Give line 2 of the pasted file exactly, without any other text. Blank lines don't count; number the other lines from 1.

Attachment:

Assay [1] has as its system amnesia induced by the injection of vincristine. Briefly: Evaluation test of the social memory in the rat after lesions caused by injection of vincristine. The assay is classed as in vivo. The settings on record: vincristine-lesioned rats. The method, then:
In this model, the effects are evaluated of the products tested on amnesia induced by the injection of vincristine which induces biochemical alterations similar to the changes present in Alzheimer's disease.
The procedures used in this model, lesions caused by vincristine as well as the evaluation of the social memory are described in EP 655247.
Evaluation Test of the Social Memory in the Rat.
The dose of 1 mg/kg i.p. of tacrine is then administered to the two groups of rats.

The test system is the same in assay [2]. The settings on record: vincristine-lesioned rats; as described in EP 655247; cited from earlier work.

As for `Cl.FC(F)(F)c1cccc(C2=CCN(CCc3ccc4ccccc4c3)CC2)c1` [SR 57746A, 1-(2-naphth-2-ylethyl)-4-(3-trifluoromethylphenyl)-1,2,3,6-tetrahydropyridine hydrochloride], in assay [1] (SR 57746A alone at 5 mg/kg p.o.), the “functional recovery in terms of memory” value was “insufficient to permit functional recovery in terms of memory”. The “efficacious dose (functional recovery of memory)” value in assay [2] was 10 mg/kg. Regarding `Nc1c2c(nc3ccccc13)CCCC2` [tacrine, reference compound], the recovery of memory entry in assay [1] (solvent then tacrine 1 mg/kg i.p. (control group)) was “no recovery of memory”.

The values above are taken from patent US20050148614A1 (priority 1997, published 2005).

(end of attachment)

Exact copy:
In this model, the effects are evaluated of the products tested on amnesia induced by the injection of vincristine which induces biochemical alterations similar to the changes present in Alzheimer's disease.